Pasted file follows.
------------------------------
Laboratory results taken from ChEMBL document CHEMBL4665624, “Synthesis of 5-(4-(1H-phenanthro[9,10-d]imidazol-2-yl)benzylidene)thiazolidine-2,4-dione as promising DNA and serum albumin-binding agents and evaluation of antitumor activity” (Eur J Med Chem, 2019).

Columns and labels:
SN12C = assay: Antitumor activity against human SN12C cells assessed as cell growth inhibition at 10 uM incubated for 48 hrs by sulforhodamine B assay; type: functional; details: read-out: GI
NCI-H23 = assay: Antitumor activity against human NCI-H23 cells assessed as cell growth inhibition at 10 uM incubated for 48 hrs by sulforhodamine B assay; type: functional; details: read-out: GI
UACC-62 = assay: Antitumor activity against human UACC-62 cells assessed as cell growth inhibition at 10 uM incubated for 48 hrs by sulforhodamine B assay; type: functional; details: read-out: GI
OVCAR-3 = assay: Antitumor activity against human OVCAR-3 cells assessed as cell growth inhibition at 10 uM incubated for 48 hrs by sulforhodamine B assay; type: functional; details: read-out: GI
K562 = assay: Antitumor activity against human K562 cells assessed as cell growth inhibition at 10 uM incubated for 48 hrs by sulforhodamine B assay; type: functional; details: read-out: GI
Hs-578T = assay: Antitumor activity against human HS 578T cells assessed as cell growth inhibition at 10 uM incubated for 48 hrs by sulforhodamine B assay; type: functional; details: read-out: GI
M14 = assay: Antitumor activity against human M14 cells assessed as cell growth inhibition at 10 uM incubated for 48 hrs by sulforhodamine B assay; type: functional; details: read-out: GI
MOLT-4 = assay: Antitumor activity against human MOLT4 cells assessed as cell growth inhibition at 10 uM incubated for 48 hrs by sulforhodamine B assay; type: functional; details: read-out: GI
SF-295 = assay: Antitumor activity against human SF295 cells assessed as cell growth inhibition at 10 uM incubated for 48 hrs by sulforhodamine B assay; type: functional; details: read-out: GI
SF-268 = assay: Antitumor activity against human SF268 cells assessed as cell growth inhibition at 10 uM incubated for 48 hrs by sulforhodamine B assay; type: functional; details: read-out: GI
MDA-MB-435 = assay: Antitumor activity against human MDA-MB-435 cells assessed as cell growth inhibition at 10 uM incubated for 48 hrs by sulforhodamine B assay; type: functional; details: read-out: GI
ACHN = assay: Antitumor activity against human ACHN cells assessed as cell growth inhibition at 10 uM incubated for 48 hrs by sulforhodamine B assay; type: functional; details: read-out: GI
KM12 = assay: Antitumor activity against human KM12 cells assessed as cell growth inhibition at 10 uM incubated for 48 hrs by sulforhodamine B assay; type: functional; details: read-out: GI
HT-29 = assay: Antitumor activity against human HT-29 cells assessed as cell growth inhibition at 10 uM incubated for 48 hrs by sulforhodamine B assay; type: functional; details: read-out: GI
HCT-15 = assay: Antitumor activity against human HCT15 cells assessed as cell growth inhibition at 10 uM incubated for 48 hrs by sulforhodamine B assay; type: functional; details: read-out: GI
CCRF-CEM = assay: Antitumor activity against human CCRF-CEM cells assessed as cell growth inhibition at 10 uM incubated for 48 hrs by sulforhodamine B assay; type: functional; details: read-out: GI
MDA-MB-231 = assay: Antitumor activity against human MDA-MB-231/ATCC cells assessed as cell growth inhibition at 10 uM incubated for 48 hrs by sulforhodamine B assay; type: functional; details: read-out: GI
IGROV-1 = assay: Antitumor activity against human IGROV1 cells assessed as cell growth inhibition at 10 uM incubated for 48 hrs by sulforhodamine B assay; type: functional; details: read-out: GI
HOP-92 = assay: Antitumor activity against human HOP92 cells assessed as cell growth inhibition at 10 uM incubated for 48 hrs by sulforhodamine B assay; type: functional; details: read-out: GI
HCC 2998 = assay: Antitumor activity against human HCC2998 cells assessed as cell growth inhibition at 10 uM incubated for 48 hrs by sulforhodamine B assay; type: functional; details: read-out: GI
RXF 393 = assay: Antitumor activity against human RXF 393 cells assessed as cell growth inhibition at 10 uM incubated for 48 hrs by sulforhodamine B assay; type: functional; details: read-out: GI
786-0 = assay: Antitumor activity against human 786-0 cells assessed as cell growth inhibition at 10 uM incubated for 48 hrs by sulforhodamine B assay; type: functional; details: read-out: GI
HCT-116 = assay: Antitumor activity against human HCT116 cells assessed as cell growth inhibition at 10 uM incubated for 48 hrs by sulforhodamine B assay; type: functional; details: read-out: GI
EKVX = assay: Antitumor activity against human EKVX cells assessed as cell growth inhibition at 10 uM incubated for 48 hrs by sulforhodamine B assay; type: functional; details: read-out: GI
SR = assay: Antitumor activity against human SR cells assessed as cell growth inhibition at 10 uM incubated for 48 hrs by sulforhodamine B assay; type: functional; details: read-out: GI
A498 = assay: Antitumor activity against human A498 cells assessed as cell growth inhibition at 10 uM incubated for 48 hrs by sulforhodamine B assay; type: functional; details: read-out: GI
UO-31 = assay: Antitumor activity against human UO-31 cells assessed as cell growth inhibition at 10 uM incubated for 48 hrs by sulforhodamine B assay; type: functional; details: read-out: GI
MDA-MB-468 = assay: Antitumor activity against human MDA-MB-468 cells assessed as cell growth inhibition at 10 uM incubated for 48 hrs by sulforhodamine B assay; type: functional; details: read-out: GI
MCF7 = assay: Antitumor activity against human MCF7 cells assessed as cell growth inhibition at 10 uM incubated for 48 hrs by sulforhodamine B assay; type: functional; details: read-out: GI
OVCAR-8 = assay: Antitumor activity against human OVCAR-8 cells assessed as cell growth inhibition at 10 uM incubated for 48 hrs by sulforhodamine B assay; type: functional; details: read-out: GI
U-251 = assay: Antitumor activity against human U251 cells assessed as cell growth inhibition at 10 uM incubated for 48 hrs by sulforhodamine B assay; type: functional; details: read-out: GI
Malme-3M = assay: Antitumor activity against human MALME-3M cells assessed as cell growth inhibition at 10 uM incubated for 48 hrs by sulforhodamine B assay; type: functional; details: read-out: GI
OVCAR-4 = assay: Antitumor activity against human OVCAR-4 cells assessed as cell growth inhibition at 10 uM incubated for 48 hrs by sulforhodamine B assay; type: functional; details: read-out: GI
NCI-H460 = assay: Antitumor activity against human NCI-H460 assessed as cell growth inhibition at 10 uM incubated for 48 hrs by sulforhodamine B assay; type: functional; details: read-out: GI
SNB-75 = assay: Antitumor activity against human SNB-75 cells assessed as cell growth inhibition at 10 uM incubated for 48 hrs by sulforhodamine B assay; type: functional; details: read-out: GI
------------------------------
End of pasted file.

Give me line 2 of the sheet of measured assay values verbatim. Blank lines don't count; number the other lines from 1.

Columns and labels: